Matchmaking-Donors in Stem Cell Transplants

Matchmaking-Donors in Stem Cell Transplants

A bone marrow transplant is a medical procedure that replaces bone marrow with healthy replacement cells that can be taken either from a patient’s body or from a donor. 

Why are most people reluctant to join the bone marrow registry? Because some people believe that the only way to donate blood stem cells is through surgery. While in reality, more than 80% of the donations are peripheral blood stem cells and do not involve surgery at all. 

Peripheral blood stem cells is a noninvasive surgery where the donor will be given filgrastim injections for 5 days to enhance the quantity of cells in the bloodstream that will be used for transplantation. A needle in one arm is used to extract some of your blood, which is then run through a machine that separates the blood-forming cells. The blood that is left is returned to you via the opposite arm.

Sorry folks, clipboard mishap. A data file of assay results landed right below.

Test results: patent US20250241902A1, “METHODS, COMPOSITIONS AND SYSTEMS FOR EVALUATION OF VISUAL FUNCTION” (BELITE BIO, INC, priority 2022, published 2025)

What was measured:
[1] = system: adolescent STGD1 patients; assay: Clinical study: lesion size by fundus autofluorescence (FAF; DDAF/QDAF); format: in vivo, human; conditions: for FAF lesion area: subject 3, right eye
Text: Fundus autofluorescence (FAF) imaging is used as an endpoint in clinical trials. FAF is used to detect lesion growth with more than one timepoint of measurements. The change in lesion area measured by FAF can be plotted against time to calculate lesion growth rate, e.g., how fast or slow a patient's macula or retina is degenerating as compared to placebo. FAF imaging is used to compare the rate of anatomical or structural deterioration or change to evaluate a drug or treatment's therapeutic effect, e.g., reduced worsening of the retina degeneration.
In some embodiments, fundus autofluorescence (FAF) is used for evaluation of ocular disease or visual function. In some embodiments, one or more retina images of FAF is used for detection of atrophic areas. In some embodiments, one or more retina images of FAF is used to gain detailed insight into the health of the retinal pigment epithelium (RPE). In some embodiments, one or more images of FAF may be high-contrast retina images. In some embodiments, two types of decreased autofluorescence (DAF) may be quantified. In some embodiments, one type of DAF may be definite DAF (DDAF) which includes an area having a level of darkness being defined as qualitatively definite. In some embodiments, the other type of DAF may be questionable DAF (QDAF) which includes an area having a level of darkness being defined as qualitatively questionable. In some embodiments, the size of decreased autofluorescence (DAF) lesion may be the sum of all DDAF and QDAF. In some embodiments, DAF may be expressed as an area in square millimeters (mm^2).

Bone marrow donation is a surgical treatment that is frequently performed on an outpatient basis. The process starts with injecting a dose of the anesthetic and then extracting liquid marrow from the back of your pelvic bone using two small punctures with a needle.

What is a Bone Marrow Transplant?

A bone marrow transplant is a medical procedure that replaces bone marrow with healthy replacement cells that can be taken either from a patient’s body or from a donor. Bone marrow transplants or stem cell transplants (more specifically, a hematopoietic stem cell transplant) help to save the lives of people with blood cancers such as leukaemia, myeloma, lymphoma, and other blood or immune system diseases.

Types of Transplant

There are 2 types of bone marrow/stem cell transplants:

Autologous transplant: An autologous transplant involves extracting stem cells from the patient’s blood or bone marrow. This form of treatment is more effective than the intensive chemotherapy or radiation therapy that affects the stem cells and immune system. After the chemotherapy, the cells are then returned to your body, bringing back the immune system to make blood cells and fight infection.